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Bifidobacterium Animalis

Of the millions of bacteria living in the human body, most are harmless, including those rendered harmless by the immune system. Some, however, are actually good for the body. These are called probiotics. The World Health Organization defines probiotics as, "Live microorganisms which, when administered in adequate amounts, confer a health benefit on the host."

Bifidobacterium animalis is one such probiotic. Bifidobacterium lives in the large intestines of most mammals, including humans, and is essential for healthy digestion. Bifidobacteria help maintain the body's digestive balance in several ways. In the large intestines, they compete for food and space. To do so, they attach themselves to the intestinal wall. A body with a flourishing colony of bifidobacteria has little room and few nutrients to spare for the harmful bacteria that may try to invade. Bifidobacteria are also excellent producers of acids that reduce pH. In this way, they prevent illness-causing bacteria that prefer an alkaline environment.

Bifidobacteria also has an important role in cancer prevention. Nitrates enter the body in food and water. Some types of harmful bacteria can change nitrates into nitrites, a cancer-causing substance. Bifidobacteria reduce the existence of these harmful bacteria and their ability to feed. When these bad bacteria have no place to attach themselves and no food, they simply continue through the digestive tract and pass out of the body.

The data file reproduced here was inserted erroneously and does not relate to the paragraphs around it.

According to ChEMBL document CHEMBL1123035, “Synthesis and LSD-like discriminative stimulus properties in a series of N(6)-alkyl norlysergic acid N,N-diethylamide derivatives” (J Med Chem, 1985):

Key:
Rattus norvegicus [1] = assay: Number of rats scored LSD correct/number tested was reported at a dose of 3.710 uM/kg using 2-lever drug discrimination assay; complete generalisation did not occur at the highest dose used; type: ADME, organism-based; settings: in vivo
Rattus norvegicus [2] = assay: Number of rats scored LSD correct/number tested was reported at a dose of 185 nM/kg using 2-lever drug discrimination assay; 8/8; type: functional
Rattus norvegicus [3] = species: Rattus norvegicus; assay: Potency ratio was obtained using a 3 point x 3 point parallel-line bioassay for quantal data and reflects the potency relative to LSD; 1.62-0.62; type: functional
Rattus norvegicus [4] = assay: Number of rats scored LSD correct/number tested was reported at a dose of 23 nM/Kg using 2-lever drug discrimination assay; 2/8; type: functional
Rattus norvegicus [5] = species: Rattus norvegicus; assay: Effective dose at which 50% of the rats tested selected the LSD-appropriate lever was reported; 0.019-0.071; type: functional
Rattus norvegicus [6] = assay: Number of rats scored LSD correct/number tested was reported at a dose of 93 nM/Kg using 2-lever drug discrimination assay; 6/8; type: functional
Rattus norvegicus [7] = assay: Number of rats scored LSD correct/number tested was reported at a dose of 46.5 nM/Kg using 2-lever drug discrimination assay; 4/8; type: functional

Bifidobacteria are anaerobic, meaning they do not need oxygen to survive. Many forms of harmful bacteria do require oxygen. Because the bifidobacteria produce an environment that is acidic and lacking oxygen, these harmful bacteria are unable to survive passage through this area.

In addition to these vital functions, bifidobacteria produce important B-complex vitamins. They also contribute to successful dietary management of some liver conditions.

The specific strain Bifidobacterium animalis is one of over thirty strains of bifidobacteria, which is one of the most common groups of bacteria found in the intestines of humans and other animals. Bifidobacteria animalis encompasses two types which were once thought to be completely separate strains. Bifidobacterium animalis and Bificobacterium lactis are so similar at the subspecies level that they are now denoted as Bifidobacterium animalis subsp. animalis and Bifidobacterium animalis subsp. lactis.

Yogurt giant Dannon used Bifidobacterium animalis in their Activia brand of yogurt. Not only do they use it, but they market Activia as yogurt with a unique probiotic culture that helps naturally regulate the digestive system. Studies conducted by Dannon have shown that Bifidobacterium animalis survives the trip through the digestive tract and significantly reduces colonic transit time.